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ASN Wikibase Occurrence # 214573
Last updated: 8 September 2021
This information is added by users of ASN. Neither ASN nor the Flight Safety Foundation are responsible for the completeness or correctness of this information. If you feel this information is incomplete or incorrect, you can submit corrected information.

Time:09:38 LT
Type:Silhouette image of generic SB39 model; specific model in this crash may look slightly different
Saab JAS 39C Gripen
Registration: 39252
MSN: 252
Fatalities:Fatalities: 0 / Occupants: 1
Other fatalities:0
Aircraft damage: Written off (damaged beyond repair)
Location:Möljeryd, Ronneby -   Sweden
Phase: Approach
Departure airport:Ronneby Airport (RNB)
Destination airport:
Investigating agency: SHK Sweden
A pilot from Blekinge Wing (F 17) in Kallinge conducted a training flight in a military aircraft of the type JAS 39 C Gripen when the aircraft collided with a flock of birds. The pilot reported the bird strike to the air traffic control at Ronneby Airport and requested return for landing.
Initially all screens in the cockpit went out, but the emergency instruments returned shortly thereafter. The pilot began a turn to return to the airport, but the aircraft lost height and the pilot experienced control difficulties and that the engine did not respond to the throttle. He then decided to eject from the aircraft with the aid of the plane's rescue system.
The pilot received only minor wounds that occurred in connection with the launch and landing. The aircraft crashed altogether.
The investigation shows that the birds were of the specie great cormorant. This bird is considerably larger than the engine is designed to handle. The damage to the engine was also so extensive that the engine stopped immediately and was not possible to be restarted.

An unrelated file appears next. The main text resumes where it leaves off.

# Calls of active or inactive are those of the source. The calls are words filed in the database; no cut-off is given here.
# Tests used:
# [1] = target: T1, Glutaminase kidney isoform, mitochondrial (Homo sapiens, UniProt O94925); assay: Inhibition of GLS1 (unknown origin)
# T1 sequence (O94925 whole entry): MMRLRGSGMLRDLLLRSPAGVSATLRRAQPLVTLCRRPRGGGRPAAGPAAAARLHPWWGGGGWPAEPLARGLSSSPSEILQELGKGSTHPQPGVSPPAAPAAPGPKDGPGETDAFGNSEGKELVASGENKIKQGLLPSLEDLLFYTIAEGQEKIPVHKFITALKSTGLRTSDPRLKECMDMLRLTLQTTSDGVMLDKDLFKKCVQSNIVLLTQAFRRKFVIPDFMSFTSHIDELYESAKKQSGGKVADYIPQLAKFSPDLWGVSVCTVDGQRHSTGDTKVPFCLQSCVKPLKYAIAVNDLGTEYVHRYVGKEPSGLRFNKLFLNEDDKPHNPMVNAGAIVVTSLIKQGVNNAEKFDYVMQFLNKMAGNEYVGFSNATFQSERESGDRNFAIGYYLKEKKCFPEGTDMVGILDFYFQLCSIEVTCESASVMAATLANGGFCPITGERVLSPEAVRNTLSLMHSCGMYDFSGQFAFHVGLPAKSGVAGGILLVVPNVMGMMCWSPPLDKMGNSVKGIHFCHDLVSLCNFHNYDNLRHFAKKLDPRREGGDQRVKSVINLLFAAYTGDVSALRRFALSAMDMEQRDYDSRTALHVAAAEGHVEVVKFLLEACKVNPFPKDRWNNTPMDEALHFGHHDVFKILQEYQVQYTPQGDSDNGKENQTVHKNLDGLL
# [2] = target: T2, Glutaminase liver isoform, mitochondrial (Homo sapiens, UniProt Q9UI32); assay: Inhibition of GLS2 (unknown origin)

According to the investigation, the altitude and speed at the ejection were so low that only small margins remained for safe use of the rescue system. SHK finds that the checklists for restarting the engine are not adapted to low altitude conditions and that they should be reviewed and coordinated to simplify the
decision making for the pilot after a bird strike that results in an engine failure.
Furthermore, in view of the time required for a full engine restart, the checklist should include an ejection decision earlier in the checklist and possibly also a minimum height for ejection as a general rule.
The investigation also shows that the Air Force currently lacks a bird alert system to reduce the risk of bird collisions. According to SHK, the Armed Forces should investigate the need for and the possibilities of introducing any such system.
The analysis of the rescue operation shows a need for improved communication and coordination on operations and that there is a need for guidance for the rescue services in order for them to be able to assess and protect themselves against the risks arising from aviation accidents.
The investigation also shows that there is a need for the Armed Forces to improve the preparedness and routines for handling the environmental consequences of an aircraft accident.


Accident investigation:
Investigating agency: SHK Sweden
Status: Investigation completed
Duration: 12 months
Download report: Final report


Photo: SHK

Revision history:

21-Aug-2018 08:37 flygfantast Added
21-Aug-2018 08:37 harro Updated [Aircraft type]
21-Aug-2018 08:46 flygfantast Updated [Location]
21-Aug-2018 08:55 flygfantast Updated [Source, Narrative]
21-Aug-2018 10:12 Iceman 29 Updated [Source, Photo, ]
21-Aug-2018 11:43 flygfantast Updated [Phase, Source, Narrative]
21-Aug-2018 13:06 flygfantast Updated [Narrative]
30-Sep-2018 22:30 Aerossurance Updated [Time, Operator, Other fatalities, Source, Narrative]
20-Aug-2019 14:15 Aerossurance Updated [Registration, Source, Embed code]
20-Aug-2019 14:21 stanak Updated [Registration, Cn, Source]
20-Aug-2019 14:25 harro Updated [Time, Narrative, Photo, Accident report, ]
20-Aug-2019 14:32 harro Updated [Departure airport]

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